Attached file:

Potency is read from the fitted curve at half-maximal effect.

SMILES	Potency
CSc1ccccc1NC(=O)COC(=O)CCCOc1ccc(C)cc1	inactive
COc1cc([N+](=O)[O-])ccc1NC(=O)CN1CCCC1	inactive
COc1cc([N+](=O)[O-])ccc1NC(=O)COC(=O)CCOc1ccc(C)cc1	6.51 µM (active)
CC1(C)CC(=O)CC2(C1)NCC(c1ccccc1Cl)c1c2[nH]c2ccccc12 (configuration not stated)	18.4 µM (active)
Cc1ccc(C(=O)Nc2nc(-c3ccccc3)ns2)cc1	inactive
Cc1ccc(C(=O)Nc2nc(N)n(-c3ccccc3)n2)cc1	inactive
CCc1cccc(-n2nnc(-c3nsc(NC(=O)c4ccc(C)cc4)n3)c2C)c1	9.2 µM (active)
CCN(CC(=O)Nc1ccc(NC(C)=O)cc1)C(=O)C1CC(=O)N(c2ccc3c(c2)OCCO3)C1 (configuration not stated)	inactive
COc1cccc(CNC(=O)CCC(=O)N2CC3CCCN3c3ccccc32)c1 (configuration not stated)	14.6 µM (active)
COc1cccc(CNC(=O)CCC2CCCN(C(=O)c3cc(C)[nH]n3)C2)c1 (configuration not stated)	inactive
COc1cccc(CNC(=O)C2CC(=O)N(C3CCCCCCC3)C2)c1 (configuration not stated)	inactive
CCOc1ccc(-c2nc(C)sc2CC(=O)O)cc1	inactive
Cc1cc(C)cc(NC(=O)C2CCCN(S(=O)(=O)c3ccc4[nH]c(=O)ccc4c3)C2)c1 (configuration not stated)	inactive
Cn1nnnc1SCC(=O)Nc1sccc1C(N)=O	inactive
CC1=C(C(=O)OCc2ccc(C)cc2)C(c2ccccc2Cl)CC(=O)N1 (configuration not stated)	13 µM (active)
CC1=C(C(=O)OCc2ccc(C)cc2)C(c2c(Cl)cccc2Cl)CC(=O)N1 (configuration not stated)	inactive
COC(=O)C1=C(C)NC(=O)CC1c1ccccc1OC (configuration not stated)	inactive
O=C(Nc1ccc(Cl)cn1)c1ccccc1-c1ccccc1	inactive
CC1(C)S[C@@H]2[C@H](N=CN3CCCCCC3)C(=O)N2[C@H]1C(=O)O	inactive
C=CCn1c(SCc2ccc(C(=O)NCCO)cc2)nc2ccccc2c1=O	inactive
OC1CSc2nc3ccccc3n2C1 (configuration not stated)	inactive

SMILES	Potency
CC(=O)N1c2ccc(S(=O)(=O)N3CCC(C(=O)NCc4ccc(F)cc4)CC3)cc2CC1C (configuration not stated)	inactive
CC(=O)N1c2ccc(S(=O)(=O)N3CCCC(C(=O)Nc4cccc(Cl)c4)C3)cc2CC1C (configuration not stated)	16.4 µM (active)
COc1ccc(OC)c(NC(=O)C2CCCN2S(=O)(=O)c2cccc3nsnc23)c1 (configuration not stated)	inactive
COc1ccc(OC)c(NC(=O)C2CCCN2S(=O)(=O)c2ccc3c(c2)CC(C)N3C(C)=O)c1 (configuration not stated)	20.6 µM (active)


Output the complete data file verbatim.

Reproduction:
Potency is read from the fitted curve at half-maximal effect.

SMILES	Potency
CSc1ccccc1NC(=O)COC(=O)CCCOc1ccc(C)cc1	inactive
COc1cc([N+](=O)[O-])ccc1NC(=O)CN1CCCC1	inactive
COc1cc([N+](=O)[O-])ccc1NC(=O)COC(=O)CCOc1ccc(C)cc1	6.51 µM (active)
CC1(C)CC(=O)CC2(C1)NCC(c1ccccc1Cl)c1c2[nH]c2ccccc12 (configuration not stated)	18.4 µM (active)
Cc1ccc(C(=O)Nc2nc(-c3ccccc3)ns2)cc1	inactive
Cc1ccc(C(=O)Nc2nc(N)n(-c3ccccc3)n2)cc1	inactive
CCc1cccc(-n2nnc(-c3nsc(NC(=O)c4ccc(C)cc4)n3)c2C)c1	9.2 µM (active)
CCN(CC(=O)Nc1ccc(NC(C)=O)cc1)C(=O)C1CC(=O)N(c2ccc3c(c2)OCCO3)C1 (configuration not stated)	inactive
COc1cccc(CNC(=O)CCC(=O)N2CC3CCCN3c3ccccc32)c1 (configuration not stated)	14.6 µM (active)
COc1cccc(CNC(=O)CCC2CCCN(C(=O)c3cc(C)[nH]n3)C2)c1 (configuration not stated)	inactive
COc1cccc(CNC(=O)C2CC(=O)N(C3CCCCCCC3)C2)c1 (configuration not stated)	inactive
CCOc1ccc(-c2nc(C)sc2CC(=O)O)cc1	inactive
Cc1cc(C)cc(NC(=O)C2CCCN(S(=O)(=O)c3ccc4[nH]c(=O)ccc4c3)C2)c1 (configuration not stated)	inactive
Cn1nnnc1SCC(=O)Nc1sccc1C(N)=O	inactive
CC1=C(C(=O)OCc2ccc(C)cc2)C(c2ccccc2Cl)CC(=O)N1 (configuration not stated)	13 µM (active)
CC1=C(C(=O)OCc2ccc(C)cc2)C(c2c(Cl)cccc2Cl)CC(=O)N1 (configuration not stated)	inactive
COC(=O)C1=C(C)NC(=O)CC1c1ccccc1OC (configuration not stated)	inactive
O=C(Nc1ccc(Cl)cn1)c1ccccc1-c1ccccc1	inactive
CC1(C)S[C@@H]2[C@H](N=CN3CCCCCC3)C(=O)N2[C@H]1C(=O)O	inactive
C=CCn1c(SCc2ccc(C(=O)NCCO)cc2)nc2ccccc2c1=O	inactive
OC1CSc2nc3ccccc3n2C1 (configuration not stated)	inactive

SMILES	Potency
CC(=O)N1c2ccc(S(=O)(=O)N3CCC(C(=O)NCc4ccc(F)cc4)CC3)cc2CC1C (configuration not stated)	inactive
CC(=O)N1c2ccc(S(=O)(=O)N3CCCC(C(=O)Nc4cccc(Cl)c4)C3)cc2CC1C (configuration not stated)	16.4 µM (active)
COc1ccc(OC)c(NC(=O)C2CCCN2S(=O)(=O)c2cccc3nsnc23)c1 (configuration not stated)	inactive
COc1ccc(OC)c(NC(=O)C2CCCN2S(=O)(=O)c2ccc3c(c2)CC(C)N3C(C)=O)c1 (configuration not stated)	20.6 µM (active)